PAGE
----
Chaebol still have huge role to play in driving economy
Recent talk of “economic democratization” has brought Korean conglomerates into the center of a controversy over whether large business groups should be reformed, despite their role as locomotives driving the economy.
But the question remains: What should the chaebol do to lead the Korean economy back to healthy growth?
Currently, the Fair Trade Commission defines an enterprise with aggregate assets of over 5 trillion won ($4.52 billion) as a conglomerate. In Korea, most are controlled by a single owner or family.
Their development correlates with that of the nation as a whole. They began sprouting up in the 1960s when President Park Chung Hee started promoting exports as the cornerstone of his economic development plan, which included fostering large companies in each sector to accelerate the process of industrialization.
As well as strong government support, the savvy management of group founders like Lee Byung-chull, Chung Ju-yung and Koo Ja-kyung pushed conglomerates to expand their business portfolios.
Experts say that as the conglomerates have diversified, more of their subsidiaries have achieved economies of scale, lowering per-unit costs through increased production and ramping up job creation to propel the economy forward.
The rise of the conglomerates has been so staggering that they now account for a massive chunk of GDP and it is unrealistic to think of future growth without them at the tip of the spear.
According to Chaebul.com, a conglomerate research firm, the top 100 business groups' total assets for fiscal 2011 stood at 1,446 trillion won, almost matching the government’s 1,523 trillion won.
With great power comes great responsibility, however, and the role of the conglomerates has also changed. Many business leaders now argue they must shoulder the burden of the helping the country develop as a whole.
According to a survey in January of 3,000 senior business executives in 22 countries on innovative strategies and decision-making by the GE Global Innovation Barometer, nearly 35 percent said they believe big businesses will lead innovation in Korea for the next decade.
Yet as the global business environment changes, they will require new strategies to lead the nation forward, economists say.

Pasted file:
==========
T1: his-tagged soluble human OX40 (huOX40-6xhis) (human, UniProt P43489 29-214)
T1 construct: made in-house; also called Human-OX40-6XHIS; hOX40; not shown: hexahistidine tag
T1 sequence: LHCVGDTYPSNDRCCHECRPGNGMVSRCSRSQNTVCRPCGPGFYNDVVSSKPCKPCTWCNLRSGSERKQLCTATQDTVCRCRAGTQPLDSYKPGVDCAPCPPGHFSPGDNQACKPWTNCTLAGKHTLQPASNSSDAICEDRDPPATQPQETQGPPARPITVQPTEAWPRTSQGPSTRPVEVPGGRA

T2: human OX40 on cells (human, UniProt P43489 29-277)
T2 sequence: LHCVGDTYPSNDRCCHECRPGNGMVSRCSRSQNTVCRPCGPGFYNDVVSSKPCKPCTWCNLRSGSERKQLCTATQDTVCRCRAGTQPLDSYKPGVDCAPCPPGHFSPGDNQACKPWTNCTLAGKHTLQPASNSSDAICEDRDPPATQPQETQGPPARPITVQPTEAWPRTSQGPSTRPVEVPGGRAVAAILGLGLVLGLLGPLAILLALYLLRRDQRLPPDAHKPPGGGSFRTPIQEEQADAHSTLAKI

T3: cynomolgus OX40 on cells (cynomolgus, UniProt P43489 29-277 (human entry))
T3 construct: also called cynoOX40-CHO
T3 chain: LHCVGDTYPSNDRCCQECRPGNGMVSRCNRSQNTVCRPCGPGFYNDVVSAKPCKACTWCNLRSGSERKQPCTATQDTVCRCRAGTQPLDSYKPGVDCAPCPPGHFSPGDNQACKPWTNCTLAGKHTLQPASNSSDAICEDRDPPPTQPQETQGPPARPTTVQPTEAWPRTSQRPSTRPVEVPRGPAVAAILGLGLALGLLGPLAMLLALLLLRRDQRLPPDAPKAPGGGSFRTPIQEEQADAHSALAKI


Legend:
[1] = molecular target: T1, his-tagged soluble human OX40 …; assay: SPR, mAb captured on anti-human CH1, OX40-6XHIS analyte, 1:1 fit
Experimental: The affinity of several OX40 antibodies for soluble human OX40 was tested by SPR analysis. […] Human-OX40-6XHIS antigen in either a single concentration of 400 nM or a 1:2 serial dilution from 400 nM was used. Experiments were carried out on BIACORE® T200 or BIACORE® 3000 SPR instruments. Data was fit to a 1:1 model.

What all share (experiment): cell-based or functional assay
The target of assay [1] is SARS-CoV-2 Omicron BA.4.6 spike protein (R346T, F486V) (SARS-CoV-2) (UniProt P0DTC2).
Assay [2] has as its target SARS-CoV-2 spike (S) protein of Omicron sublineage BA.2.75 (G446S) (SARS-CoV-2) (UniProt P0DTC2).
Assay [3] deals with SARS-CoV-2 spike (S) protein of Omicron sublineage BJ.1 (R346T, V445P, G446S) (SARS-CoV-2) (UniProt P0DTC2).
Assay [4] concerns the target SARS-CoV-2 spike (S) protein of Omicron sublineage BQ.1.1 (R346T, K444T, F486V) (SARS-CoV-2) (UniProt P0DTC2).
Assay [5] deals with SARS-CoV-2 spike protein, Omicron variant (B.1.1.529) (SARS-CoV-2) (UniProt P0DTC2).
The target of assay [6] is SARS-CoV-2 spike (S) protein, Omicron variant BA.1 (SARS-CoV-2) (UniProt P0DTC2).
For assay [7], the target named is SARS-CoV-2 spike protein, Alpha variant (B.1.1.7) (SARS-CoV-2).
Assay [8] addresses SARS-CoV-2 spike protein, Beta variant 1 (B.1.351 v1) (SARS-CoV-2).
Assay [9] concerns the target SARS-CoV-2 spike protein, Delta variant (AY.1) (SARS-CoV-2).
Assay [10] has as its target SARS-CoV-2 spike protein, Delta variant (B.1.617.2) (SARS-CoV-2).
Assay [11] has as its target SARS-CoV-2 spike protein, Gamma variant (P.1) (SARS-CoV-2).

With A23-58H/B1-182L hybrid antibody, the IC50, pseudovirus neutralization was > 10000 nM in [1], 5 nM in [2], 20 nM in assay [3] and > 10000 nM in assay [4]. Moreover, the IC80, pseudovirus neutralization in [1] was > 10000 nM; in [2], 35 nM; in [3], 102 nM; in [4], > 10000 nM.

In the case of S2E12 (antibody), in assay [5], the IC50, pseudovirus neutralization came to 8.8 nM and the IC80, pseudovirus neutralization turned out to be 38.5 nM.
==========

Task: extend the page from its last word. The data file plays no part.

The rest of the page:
“We have now entered the phase of global competition,” said Hwang In-hak, director of corporate policy research at the Korea Economic Research Institute. “We need a new set of entrepreneurs from what sufficed in the past.”
In previous years and decades, Korea emphasized the indigenization of foreign technology through reverse engineering. As a result, local firms were able to assimilate imported technology fast enough to expand rapidly, thus enhancing their industrial structures.
Hwang said the conglomerates have already moved beyond that era and are now seeking ways of becoming global leaders based on new technological developments.
The business world is engaged in a covert war to obtain patents and develop the latest technology, and Korea is no exception, he said. As such, it will be crucial for the conglomerates to invest more in research and development to advance their own technology and generate future growth engines, he added, using the ongoing patent war between Samsung Electronics and Apple as a case in point.
Samsung Electronics is already ahead of the curve as it pours money into R&D each year. Last year, the tech giant spent 10.3 trillion won in this area, equivalent to 6.2 percent of its annual sales. In 2010, its R&D investment stood at 9.4 trillion won.
According to a survey conducted by Forbes Korea in May, the nation’s top 10 companies, including Samsung Electronics and Hyundai Motor, said that developing foreign markets had given them their biggest competitive advantage recently.
Many Korean conglomerates are going global these days, with more than half of their revenues on average coming from overseas.
Samsung Electronics exports last year were worth 16.5 percent of the nation’s total, or 101.7 trillion won of 615.2 trillion won.
“If you look in detail, most of their revenue now comes from overseas,” said Choi Seung-no, secretary general at Korea’s Center for Free Enterprise.
Choi believes more medium-sized enterprises should be encouraged to grow into large conglomerates in the future.
By Joo Kyung-don [email@example.com]